The relationship between anogenital distance and
azoospermia in adult men
Michael L. Eisenberg,* Michael Shy,
R. Chanc Walters
and Larry I. Lipshultz
*Department of Urology, Stanford University School of Medicine, Palo Alto, CA, USA and
Division of Male Reproductive Medicine and Surgery,
Scott Department of Urology, Baylor College of Medicine, Houston, TX, USA
A sexually dimorphic measure of genital development
under hormonal inFuence, AGD was initially used to sex
animals (Marois, 1968; Greenham & Greenham, 1977;
et al.
, 2008). More recently, human studies have
also shown that boys have longer perineal lengths than
girls (Salazar-Martinez
et al.
, 2004; Torres-Sanchez
et al.
2008; Thankamony
et al.
, 2009; Sathyanarayana
et al.
2010). Investigators have also used AGD to show that
agents which disrupt androgen signaling in animal models
can lead to abnormal genital lengths and even altered
testicular function as measured by testosterone and sperm
production (±oster
et al.
, 2001; Scott
et al.
, 2008; Marti-
et al.
, 2009; Cowin
et al.
, 2010). Human
studies have also linked adult testicular function, as
assessed by sperm and testosterone production, to ano-
genital distance (Eisenberg
et al.
, 2011, 2012; Mendiola
et al.
, 2011). However, the clinical utility of such mea-
surements remains unclear.
Azoospermia is responsible for approximately 5–20%
of male infertility in the USA (Kolettis, 2002). While the
etiologies can be diverse, they generally are categorized as
obstructive or nonobstructive when treatment options are
being considered. The classi²cation usually relies on phys-
ical examination and hormone pro²le. However, the
distinction between obstructive and nonobstructive azoo-
spermia is uncertain and occasionally warrants a testicular
biopsy to con²rm a diagnosis. As measurement of ano-
genital distance may provide a noninvasive method to
assess male reproductive potential and testicular function,
we sought to determine if AGD could be used to differen-
tiate obstructive from nonobstructive azoospermia.
Materials and methods
The methods of collection and cohort assembly have been
reported previously (Eisenberg
et al.
, 2011, 2012). BrieFy,
after Institutional Review Board approval was obtained
from Baylor College of Medicine, eligible patients were
azoospermia, genitalia, humans, perineum
Michael L. Eisenberg, Department of Urology,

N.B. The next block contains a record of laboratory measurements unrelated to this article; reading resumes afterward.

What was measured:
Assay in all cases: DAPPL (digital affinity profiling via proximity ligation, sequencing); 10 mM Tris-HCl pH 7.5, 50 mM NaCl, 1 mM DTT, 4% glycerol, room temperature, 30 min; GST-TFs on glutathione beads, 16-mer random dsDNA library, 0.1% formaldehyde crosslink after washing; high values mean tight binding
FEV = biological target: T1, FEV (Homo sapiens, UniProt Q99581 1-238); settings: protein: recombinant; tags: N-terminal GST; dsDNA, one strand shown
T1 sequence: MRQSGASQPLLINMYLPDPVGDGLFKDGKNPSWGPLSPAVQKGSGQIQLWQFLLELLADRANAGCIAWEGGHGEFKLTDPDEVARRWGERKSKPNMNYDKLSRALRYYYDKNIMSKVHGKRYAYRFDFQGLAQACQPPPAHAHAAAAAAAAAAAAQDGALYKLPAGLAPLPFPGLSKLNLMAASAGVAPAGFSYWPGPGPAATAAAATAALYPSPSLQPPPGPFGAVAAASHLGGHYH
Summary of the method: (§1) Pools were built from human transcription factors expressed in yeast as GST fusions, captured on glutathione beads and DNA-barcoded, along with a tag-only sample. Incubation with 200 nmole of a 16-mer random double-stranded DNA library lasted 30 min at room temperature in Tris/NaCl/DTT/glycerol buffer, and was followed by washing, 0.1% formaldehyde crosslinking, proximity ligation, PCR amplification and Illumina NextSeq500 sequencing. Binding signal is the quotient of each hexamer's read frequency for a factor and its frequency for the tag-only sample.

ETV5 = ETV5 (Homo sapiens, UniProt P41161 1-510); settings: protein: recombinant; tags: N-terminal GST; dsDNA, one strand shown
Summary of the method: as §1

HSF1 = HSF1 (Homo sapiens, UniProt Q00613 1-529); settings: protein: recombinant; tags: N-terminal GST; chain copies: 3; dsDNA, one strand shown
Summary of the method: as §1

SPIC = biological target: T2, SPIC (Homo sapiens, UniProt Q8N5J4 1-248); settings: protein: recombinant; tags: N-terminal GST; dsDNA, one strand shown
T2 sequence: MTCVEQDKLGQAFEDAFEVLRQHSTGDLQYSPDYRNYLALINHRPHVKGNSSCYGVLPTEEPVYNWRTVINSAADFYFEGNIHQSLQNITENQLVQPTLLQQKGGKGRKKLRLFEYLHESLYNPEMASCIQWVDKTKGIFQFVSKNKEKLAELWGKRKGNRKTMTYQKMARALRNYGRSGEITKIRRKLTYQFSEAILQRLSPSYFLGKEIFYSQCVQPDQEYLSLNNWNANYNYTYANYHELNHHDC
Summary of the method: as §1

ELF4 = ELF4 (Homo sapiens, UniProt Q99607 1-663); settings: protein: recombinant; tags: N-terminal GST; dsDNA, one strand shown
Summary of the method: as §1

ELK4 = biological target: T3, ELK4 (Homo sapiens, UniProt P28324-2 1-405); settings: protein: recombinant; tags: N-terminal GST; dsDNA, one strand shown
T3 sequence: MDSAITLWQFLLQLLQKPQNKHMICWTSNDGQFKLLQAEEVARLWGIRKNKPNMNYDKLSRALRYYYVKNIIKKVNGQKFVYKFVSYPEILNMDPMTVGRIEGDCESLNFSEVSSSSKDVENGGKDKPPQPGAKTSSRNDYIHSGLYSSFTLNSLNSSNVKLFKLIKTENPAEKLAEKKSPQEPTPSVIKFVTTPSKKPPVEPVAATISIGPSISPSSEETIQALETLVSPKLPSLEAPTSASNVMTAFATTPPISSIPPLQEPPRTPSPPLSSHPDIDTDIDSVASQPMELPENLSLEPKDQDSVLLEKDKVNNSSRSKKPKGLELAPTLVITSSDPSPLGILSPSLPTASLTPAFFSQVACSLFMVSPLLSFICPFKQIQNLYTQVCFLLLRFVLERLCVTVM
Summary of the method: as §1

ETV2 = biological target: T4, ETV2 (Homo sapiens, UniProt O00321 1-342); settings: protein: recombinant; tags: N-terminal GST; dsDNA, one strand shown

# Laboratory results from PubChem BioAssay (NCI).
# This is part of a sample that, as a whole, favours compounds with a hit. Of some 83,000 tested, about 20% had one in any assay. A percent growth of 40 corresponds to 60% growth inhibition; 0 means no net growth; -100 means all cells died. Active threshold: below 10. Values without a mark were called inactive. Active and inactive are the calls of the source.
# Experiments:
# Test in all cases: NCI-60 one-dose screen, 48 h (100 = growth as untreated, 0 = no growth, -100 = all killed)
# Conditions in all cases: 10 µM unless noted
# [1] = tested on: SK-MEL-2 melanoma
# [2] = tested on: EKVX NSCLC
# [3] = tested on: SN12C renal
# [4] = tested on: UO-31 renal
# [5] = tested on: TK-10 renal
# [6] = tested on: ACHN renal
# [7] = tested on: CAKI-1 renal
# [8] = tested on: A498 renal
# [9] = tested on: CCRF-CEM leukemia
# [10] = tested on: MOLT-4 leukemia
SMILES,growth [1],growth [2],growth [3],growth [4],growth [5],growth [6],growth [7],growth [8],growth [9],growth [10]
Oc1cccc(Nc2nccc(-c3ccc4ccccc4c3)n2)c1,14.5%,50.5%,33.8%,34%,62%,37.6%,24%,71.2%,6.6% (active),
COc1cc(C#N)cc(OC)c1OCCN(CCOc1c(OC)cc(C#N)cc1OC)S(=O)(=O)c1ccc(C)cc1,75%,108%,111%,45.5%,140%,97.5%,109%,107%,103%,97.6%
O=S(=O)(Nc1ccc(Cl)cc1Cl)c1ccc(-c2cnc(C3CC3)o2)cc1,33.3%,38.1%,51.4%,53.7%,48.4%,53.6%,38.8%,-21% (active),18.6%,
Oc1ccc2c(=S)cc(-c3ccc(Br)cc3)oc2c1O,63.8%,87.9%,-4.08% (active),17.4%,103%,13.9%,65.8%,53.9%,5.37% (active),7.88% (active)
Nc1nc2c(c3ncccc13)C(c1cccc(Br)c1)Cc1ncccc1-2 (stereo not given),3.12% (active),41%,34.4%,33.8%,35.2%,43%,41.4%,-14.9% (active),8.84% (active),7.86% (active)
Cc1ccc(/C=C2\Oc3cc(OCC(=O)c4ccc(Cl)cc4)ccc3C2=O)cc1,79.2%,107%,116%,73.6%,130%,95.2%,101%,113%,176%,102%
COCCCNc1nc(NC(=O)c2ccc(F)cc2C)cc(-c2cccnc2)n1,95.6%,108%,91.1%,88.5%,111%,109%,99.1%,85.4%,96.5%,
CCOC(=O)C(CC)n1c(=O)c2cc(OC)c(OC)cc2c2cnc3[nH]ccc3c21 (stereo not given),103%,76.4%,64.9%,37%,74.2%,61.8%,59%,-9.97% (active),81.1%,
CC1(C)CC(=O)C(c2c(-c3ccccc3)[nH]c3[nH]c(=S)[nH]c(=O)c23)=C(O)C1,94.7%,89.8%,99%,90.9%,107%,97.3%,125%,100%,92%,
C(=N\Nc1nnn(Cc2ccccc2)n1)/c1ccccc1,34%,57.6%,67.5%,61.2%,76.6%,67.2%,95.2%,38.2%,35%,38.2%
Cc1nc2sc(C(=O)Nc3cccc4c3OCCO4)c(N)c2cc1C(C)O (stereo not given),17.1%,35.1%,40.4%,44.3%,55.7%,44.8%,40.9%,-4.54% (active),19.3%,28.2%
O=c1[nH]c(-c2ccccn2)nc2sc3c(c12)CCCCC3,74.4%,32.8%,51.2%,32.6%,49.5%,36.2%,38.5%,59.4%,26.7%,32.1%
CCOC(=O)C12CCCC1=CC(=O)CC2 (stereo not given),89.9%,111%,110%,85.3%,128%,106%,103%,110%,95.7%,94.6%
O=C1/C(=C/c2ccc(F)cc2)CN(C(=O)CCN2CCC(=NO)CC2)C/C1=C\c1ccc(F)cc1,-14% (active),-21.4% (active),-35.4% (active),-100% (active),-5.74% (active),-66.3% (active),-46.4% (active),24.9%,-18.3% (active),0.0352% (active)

Stanford University School of Medicine, 300
Pasteur Drive, Stanford, CA 94305-5118,
USA. E-mail: eisenberg@stanford.edu
Received 27 December 2011; revised 5 March
2012; accepted 10 March 2012
Anogenital distance (AGD) is a marker for endocrine disruption in animal
studies in which decreased male AGD has been associated with testicular dys-
function. The objective of the study was to investigate whether anogenital dis-
tance could distinguish men with obstructive azoospermia (OA) from those
with nonobstructive azoospermia (NOA). To accomplish this, azoospermic
men were recruited and evaluated at a men’s reproductive health clinic in
Houston, TX. Anogenital distance (the distance from the posterior aspect of
the scrotum to the anal verge) and penile length (PL) were measured using
digital calipers. Testis size was estimated by physical examination. Logistic
regression was used to compare AGD lengths in men with OA and men with
NOA. A total of 69 OA men (mean age: 44.2 ³ 9.2) and 29 NOA men (mean
age: 32.8 ³ 4.8) were recruited. The NOA men possessed signi²cantly shorter
mean AGD than the men with OA (AGD: 36.3 vs. 41.9 mm,
= 0.01). An
AGD of less than 30 mm, had a 91% speci²city in accurately classifying NOA.
Moreover, after adjustment for age, race, and BMI, an AGD of less than
30 mm yielded a signi²cantly increased odds of NOA compared to OA (OR
5.6, 95% CI 1.0, 30.7). In summary, AGD may provide a novel metric for
assessing testicular function in men and in distinguishing OA from NOA.
international journal of andrology ISSN 0105-6263
International Journal of Andrology
, 2012,
, 726–730
2012 The Authors
International Journal of Andrology
2012 European Academy of Andrology